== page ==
... Baker suggests structure to shed light on purpose of legal fees paid by Legislature ...... Mass Home Care says Senate health care bill proposes largest funding cut in program's 43-year history ...... After saying he planned to stay on, Attleboro mayor-elect Rep. Heroux plans to resign his House seat ...... Baker says current English language learning law working well for thousands in Massachusetts ...... Contraception bill was good opportunity for Mass. to "send a message" to others, Baker says ...... Sen. Chandler to Gov. Baker at contraception bill signing: "Thank you so much for supporting our work" ...... Women "we will never know about" will make family planning choice thanks to new law, Rep. Haddad says ...... Veteran Rep. Kaufman, 70, of Lexington, will not seek re-election in 2018 ...... Home care bill heads back to Baker with workers still concerned about their own privacy considerations ...... MTF releases look at health care trust funds ...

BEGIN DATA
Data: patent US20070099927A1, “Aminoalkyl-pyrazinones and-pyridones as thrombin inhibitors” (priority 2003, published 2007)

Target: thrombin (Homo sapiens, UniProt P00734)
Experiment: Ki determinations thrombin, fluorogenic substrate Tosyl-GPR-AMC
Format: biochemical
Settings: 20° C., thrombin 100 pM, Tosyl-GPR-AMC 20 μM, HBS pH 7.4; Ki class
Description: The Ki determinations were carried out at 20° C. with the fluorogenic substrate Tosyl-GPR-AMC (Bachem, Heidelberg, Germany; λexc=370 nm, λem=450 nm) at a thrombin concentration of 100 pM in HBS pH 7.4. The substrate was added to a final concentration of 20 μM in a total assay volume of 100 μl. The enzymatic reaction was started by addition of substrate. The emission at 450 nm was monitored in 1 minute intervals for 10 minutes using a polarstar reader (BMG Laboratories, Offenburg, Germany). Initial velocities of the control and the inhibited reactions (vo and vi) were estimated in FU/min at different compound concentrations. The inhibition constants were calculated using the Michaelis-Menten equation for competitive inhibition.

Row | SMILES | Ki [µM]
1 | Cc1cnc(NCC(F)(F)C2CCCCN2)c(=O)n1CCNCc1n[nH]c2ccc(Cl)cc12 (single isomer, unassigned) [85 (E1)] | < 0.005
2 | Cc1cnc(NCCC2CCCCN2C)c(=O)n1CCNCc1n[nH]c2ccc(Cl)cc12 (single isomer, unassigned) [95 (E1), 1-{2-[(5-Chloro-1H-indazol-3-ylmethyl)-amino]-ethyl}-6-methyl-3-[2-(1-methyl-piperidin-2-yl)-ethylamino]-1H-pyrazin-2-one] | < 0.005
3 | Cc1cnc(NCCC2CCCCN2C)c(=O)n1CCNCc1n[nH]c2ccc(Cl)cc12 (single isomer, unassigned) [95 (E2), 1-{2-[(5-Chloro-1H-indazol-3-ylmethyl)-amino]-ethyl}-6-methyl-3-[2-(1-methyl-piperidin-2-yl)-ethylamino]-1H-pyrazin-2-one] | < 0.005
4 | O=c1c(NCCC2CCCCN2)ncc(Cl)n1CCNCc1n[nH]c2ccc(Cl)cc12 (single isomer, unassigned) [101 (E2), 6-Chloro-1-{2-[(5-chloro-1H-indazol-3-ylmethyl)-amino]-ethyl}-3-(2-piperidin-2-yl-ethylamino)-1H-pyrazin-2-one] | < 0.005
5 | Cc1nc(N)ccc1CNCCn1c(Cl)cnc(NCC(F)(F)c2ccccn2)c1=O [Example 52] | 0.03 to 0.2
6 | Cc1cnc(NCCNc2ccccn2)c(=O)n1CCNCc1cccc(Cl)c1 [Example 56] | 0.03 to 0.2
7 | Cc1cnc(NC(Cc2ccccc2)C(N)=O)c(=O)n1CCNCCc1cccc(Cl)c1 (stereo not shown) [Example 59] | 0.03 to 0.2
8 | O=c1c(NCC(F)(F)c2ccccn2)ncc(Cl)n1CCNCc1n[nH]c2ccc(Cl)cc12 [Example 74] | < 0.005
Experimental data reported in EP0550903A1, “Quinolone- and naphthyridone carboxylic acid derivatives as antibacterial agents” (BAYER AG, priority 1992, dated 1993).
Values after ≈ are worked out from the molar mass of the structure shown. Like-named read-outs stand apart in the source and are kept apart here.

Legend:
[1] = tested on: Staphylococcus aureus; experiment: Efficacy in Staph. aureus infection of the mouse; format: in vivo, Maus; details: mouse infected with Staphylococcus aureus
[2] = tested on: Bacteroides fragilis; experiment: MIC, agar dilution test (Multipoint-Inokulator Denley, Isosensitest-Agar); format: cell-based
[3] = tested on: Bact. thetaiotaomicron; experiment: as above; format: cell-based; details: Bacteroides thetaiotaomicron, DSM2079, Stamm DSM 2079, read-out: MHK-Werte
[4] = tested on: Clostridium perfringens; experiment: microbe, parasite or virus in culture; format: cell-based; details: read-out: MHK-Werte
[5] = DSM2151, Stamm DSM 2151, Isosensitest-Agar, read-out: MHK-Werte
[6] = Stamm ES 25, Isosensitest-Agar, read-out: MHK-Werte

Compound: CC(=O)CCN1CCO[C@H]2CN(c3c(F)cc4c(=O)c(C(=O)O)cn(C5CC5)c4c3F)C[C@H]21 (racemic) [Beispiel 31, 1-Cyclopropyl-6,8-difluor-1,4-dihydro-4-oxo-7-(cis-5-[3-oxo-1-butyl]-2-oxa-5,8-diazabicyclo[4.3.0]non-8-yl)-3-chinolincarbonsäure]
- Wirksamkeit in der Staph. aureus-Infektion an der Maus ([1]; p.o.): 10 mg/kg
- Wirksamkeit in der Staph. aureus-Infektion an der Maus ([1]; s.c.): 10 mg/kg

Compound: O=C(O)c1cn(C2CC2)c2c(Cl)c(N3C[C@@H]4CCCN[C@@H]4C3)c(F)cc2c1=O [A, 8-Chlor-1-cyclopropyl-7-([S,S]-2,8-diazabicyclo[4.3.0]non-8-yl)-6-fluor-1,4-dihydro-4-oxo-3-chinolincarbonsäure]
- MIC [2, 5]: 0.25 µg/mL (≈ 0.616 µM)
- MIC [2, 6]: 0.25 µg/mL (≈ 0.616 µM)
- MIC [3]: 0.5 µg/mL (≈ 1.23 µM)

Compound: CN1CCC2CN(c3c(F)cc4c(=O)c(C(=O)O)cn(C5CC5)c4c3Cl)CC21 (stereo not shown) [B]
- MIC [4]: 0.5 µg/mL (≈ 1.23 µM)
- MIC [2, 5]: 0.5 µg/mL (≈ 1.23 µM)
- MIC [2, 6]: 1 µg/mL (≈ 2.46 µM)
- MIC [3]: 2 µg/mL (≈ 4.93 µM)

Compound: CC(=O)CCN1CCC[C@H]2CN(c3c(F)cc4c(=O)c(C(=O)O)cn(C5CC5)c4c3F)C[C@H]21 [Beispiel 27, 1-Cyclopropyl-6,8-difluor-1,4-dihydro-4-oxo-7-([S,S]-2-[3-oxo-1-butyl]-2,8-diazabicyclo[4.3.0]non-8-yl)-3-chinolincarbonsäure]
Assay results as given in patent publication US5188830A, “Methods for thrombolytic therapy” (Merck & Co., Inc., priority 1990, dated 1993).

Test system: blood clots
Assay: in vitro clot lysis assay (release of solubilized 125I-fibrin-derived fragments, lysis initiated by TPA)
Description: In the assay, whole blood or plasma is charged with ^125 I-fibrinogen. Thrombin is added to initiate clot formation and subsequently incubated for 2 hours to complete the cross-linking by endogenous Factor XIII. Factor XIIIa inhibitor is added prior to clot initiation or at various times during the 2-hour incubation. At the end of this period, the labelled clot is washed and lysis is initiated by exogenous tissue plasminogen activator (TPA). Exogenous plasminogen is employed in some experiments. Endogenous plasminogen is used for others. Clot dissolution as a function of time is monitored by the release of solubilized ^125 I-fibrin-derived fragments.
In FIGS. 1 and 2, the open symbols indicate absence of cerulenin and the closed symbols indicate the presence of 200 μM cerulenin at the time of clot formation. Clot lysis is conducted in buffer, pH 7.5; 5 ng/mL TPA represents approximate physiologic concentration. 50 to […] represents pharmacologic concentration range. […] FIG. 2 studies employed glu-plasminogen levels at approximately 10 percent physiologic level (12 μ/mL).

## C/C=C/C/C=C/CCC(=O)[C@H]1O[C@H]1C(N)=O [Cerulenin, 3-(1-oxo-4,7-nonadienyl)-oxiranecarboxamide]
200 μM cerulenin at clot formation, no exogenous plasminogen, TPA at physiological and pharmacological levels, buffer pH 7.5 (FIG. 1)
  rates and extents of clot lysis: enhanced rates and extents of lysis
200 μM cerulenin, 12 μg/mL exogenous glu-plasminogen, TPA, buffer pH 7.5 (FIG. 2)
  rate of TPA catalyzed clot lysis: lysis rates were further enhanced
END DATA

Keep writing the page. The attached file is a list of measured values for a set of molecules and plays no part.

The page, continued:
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House:
ADJOURNED 'til Wednesday at 11 a.m. (informal)
Senate:
ADJOURNED 'til Wednesday at 11 a.m. (no calendar)

SINGLE-PAYER SUPPORTERS TURN ATTENTION TO MASS. HOUSE [+VIDEO]

By Katie Lannan
STATE HOUSE NEWS SERVICE

STATE HOUSE, BOSTON, NOV. 14, 2017.....The Senate last week voted overwhelmingly to measure potential costs of single-payer health care, and advocates are now turning their focus to the House, and to their own holiday dinner tables.

"When we get together for Thanksgiving and you sit around the table -- and trust me, the kids are listening and everybody's watching -- talk about single-payer and why it's important," Sen. Paul Feeney told participants in a single-payer lobby day Tuesday. "I got that crazy uncle, everybody's got that crazy uncle -- 'You're a socialist, it doesn't work, Paul.' Now he says, 'You're a socialist, it doesn't work, Senator.'"

Feeney, a Foxborough Democrat, was sworn in to the Senate on Nov. 1 after winning a special election, and a week later joined his colleagues for debate on a sweeping health care reform package. Before passing the bill, the Senate voted 35-3 in favor of comparing the state's current health spending to projected costs of a single-payer system and developing a single-payer implementation plan if that route proves less expensive.


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